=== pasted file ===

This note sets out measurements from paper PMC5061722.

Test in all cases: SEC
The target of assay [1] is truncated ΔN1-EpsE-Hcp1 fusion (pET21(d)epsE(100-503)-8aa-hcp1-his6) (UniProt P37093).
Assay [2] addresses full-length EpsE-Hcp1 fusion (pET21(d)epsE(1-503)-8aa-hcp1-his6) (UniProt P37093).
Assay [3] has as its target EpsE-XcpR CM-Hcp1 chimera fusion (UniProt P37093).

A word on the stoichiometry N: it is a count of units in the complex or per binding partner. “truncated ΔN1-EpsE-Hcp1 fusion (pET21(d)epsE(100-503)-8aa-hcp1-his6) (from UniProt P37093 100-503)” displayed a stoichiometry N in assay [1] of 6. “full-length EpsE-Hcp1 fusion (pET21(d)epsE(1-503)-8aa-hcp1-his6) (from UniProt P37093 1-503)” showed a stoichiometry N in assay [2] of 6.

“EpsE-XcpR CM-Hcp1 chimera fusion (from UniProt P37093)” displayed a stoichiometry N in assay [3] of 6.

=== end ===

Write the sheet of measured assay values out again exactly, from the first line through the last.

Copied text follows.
This note sets out measurements from paper PMC5061722.

Test in all cases: SEC
The target of assay [1] is truncated ΔN1-EpsE-Hcp1 fusion (pET21(d)epsE(100-503)-8aa-hcp1-his6) (UniProt P37093).
Assay [2] addresses full-length EpsE-Hcp1 fusion (pET21(d)epsE(1-503)-8aa-hcp1-his6) (UniProt P37093).
Assay [3] has as its target EpsE-XcpR CM-Hcp1 chimera fusion (UniProt P37093).

A word on the stoichiometry N: it is a count of units in the complex or per binding partner. “truncated ΔN1-EpsE-Hcp1 fusion (pET21(d)epsE(100-503)-8aa-hcp1-his6) (from UniProt P37093 100-503)” displayed a stoichiometry N in assay [1] of 6. “full-length EpsE-Hcp1 fusion (pET21(d)epsE(1-503)-8aa-hcp1-his6) (from UniProt P37093 1-503)” showed a stoichiometry N in assay [2] of 6.

“EpsE-XcpR CM-Hcp1 chimera fusion (from UniProt P37093)” displayed a stoichiometry N in assay [3] of 6.